The polarized politics of Venezuela are again in the news as demonstrations by pro- (see above) and anti-government forces are taking place, with, at this point, four deaths: a government supporter; an opposition demonstrator; a police officer; and one of uncertain provenance. But the foreign press is portraying these as evidence of bloody government repression.
Not to go over old ground, at least too much, but this manufactured crisis is a re-run. Anyone remember the massive demo/counter-demo at the Miraflores palace in 2002, the lead-up to a short-lived coup against Hugo Chávez?
[T]here were 19 fatalities that day. Seven of the dead had participated in the pro-Chávez demonstration, seven in the anti-Chávez demonstration, and five were non-partisan bystanders. Also, there were a total of 69 wounded that day. 38 in the pro-Chávez demonstration, 17 in the opposition demonstration, and 14 were reporters or unaffiliated passers-by.
That was all blamed on Chávez at the time, by the opposition and by much of the international press. Supposedly he ordered the military, and unidentified pro-Chávez thugs, to fire into the crowds of opposition demonstrators. As with the current unrest, it seems that the government side had remarkably poor aim.
There is no flabby pretense of “objectivity” on the part of the international media when it comes to Venezuela. That country poses a stark threat to the hegemonic order, characterized these days by tame Latin American states, emerging from US-backed military dictatorships, now gamely accepting neoliberal economic policies like good little boys and girls. Having enough oil wealth to say No to all that, Venezuela created its own counter-hegemonic partnership, ALBA-TCP. And domestically, while all we hear about is toilet-paper shortages and inflation, there has been substantial progress on a number of fronts for years now—a sharp reduction of dire poverty, major advances in education, reduced child mortality, and rapid steps taken towards gender equality, maternal health, and environmental protection.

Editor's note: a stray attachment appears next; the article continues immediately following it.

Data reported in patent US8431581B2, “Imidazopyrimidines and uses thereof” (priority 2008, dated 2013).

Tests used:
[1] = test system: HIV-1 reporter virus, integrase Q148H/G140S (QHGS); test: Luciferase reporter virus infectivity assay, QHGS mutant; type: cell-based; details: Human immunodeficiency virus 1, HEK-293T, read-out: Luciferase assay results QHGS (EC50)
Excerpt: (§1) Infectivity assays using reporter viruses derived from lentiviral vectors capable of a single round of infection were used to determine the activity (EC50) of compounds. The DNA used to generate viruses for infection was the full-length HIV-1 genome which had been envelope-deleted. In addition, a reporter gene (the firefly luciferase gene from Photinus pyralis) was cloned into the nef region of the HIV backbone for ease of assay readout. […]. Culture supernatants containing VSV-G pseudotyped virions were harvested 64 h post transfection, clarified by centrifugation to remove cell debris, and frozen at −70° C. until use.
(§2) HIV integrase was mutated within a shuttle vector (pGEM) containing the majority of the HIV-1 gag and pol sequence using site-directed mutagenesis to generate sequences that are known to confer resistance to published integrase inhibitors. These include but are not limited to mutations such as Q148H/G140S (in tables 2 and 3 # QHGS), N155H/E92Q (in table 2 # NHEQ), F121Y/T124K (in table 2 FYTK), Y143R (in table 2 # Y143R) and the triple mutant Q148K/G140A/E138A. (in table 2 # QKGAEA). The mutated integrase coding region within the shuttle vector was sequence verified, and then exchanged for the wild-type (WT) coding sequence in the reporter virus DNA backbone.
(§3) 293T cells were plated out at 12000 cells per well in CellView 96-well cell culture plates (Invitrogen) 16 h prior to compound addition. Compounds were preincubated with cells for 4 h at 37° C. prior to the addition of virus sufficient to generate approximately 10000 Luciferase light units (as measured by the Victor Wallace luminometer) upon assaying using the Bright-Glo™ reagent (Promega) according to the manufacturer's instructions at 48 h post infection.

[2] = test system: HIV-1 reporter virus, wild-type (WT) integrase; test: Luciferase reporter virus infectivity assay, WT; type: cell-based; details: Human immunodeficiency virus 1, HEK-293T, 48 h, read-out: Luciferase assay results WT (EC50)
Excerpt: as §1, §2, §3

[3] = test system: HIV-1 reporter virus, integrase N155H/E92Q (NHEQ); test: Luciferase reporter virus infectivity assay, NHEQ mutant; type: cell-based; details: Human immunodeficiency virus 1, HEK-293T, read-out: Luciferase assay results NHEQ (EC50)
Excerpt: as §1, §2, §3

You won’t read much about that in the mainstream foreign media.
Instead, we’ll hear about opposition grievances of all kinds, and we’ll get photographs, too, circulated on Twitter and sometimes picked up by big news outlets like CNN. Here are some brutal cops, with nice woolly caps and fur collars to guard against the 24°C Caracas weather, I assume.
And visiting police officers from Bulgaria:
And a casualty:
But the victim here was a pro-Chavez demonstrator: and the picture was taken last year.
Here’s a re-purposed photo actually taken in Argentina:
And here’s a photo from Chile:
Here’s an unfortunate fellow, shot in April and then again in the exact-same way during the current protests:
This one is so iconic! But CNN had to admit that the graphic photo was actually taken in Singapore:
Here’s one from Greece:
And here’s an absolutely shameless steal from Egypt: this photo became known world-wide during the Arab Spring:
Here’s a heart-wrenching picture of babies in laundry-baskets, with the question, What kind of revolution is this? The photo is from Honduras:
Here’s my personal fave: a religious procession, reincarnated as an anti-government protest:
The social media that make this stuff go viral, and even attract mainstream media like CNN, are also the means by which fakers are quickly unmasked. Readers are invited to contribute more links to this international cavalcade of anti-government protest and government brutality in the make-believe land called “Venezuela.”
[MASSIVE h/t to @occbaystreet]
UPDATED: [February 17]
The protests in the magical country of “Venezuela” have spread.
And to Syria:
By Venezuela Analysis